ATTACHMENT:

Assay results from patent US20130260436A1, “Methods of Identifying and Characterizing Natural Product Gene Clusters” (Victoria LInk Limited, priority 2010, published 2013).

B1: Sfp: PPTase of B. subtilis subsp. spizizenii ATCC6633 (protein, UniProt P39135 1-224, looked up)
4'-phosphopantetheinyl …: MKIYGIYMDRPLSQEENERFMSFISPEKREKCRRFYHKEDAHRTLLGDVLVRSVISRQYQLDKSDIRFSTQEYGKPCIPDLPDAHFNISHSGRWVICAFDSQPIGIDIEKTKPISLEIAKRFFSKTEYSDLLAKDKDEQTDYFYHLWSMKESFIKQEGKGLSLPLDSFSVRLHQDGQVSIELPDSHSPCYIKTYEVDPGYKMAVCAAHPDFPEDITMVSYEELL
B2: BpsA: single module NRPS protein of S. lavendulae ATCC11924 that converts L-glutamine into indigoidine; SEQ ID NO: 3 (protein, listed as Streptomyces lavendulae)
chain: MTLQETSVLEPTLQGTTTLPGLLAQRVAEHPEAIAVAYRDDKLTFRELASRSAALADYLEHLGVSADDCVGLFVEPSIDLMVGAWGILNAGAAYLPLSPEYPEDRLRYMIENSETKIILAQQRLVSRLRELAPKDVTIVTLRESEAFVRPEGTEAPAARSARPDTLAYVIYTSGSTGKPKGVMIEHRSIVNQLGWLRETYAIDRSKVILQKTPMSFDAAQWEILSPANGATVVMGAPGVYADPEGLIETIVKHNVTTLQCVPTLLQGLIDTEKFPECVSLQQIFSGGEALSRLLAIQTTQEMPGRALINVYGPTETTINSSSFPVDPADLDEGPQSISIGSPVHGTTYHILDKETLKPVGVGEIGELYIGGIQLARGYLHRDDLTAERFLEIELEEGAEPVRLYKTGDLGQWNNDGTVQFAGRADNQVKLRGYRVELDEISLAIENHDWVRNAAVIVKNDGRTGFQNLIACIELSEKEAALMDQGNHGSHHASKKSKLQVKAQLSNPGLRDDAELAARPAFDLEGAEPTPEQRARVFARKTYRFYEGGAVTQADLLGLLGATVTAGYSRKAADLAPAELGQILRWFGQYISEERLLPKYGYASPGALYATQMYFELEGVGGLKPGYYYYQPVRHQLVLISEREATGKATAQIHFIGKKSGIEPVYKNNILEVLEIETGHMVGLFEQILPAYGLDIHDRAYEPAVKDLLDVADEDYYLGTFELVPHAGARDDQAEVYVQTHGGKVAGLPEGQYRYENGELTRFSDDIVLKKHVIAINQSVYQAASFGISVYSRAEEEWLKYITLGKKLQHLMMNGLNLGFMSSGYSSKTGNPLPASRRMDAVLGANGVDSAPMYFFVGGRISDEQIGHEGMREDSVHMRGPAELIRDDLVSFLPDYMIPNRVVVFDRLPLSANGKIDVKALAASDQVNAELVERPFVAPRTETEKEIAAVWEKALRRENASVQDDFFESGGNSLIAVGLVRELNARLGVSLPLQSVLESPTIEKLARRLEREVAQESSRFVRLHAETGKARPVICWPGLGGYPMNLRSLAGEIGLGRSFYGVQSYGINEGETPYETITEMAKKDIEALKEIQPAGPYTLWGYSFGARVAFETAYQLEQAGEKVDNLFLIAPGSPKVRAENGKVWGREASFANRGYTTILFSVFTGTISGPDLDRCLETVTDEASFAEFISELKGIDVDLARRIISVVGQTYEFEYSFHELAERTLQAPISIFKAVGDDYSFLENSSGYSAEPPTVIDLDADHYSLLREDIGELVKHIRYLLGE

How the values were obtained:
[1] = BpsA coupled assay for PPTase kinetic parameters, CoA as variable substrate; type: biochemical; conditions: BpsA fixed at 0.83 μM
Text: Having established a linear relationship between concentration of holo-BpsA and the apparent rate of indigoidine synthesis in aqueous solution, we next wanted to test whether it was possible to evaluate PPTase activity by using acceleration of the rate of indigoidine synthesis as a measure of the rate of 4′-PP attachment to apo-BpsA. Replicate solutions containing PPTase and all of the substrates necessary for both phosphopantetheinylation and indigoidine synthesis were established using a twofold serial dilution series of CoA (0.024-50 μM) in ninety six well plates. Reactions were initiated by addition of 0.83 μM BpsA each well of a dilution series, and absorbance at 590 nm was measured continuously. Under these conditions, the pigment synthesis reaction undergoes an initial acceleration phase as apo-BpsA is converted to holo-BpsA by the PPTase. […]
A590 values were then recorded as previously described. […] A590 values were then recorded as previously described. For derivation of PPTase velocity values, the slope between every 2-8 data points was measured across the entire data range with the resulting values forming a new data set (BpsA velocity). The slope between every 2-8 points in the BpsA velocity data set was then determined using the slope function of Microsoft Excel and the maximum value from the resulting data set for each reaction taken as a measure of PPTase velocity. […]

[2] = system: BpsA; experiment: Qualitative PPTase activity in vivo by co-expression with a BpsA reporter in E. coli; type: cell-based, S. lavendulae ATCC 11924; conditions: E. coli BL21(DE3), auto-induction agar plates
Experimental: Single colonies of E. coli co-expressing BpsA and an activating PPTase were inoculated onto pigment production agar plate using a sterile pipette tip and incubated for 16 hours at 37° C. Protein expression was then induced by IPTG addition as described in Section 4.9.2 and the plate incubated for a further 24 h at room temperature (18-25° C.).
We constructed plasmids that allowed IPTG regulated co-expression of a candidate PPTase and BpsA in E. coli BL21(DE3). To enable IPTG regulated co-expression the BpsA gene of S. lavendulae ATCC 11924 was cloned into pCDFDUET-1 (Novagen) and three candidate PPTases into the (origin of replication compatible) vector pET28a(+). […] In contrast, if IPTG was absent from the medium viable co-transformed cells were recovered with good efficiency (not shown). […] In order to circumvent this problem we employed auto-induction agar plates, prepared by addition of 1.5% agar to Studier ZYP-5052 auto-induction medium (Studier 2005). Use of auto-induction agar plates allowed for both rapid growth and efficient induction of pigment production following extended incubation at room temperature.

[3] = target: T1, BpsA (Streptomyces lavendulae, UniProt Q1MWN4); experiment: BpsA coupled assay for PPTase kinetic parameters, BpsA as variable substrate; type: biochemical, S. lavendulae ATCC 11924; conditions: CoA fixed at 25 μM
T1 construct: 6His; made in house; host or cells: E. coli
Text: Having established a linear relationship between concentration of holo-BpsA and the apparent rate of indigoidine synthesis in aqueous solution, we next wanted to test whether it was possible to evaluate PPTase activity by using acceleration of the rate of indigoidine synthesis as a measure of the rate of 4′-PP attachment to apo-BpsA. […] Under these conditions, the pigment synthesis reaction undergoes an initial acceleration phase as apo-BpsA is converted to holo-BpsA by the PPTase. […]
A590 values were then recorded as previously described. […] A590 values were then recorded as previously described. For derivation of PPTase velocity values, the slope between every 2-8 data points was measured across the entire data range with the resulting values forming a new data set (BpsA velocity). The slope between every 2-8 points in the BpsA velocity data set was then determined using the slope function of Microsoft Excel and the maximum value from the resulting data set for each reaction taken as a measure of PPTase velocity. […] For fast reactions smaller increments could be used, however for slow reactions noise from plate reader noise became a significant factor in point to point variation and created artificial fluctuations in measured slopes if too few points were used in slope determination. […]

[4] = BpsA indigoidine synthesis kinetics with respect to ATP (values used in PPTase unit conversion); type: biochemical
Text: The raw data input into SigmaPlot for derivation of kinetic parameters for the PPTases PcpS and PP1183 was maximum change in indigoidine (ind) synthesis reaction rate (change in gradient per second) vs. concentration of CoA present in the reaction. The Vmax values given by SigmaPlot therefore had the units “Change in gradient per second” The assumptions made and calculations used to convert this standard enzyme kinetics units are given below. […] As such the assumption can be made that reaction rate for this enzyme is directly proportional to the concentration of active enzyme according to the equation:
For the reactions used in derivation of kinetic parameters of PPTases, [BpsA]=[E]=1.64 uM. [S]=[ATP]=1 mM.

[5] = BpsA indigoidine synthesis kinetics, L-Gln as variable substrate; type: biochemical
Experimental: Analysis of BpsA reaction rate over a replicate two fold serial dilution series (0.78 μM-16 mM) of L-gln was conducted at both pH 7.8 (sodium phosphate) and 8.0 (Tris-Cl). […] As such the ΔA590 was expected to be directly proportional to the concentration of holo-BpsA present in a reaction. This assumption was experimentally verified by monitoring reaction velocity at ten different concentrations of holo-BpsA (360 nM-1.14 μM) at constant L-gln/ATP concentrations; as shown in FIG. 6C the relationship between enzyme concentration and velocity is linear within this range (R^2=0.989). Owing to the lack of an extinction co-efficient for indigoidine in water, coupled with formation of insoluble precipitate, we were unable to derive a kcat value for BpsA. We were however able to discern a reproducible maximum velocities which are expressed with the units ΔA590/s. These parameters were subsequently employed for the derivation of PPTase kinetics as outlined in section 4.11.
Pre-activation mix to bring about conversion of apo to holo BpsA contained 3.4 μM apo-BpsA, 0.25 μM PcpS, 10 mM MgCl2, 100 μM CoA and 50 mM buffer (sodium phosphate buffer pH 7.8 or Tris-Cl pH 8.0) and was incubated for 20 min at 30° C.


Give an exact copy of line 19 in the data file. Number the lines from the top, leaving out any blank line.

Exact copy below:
For the reactions used in derivation of kinetic parameters of PPTases, [BpsA]=[E]=1.64 uM. [S]=[ATP]=1 mM.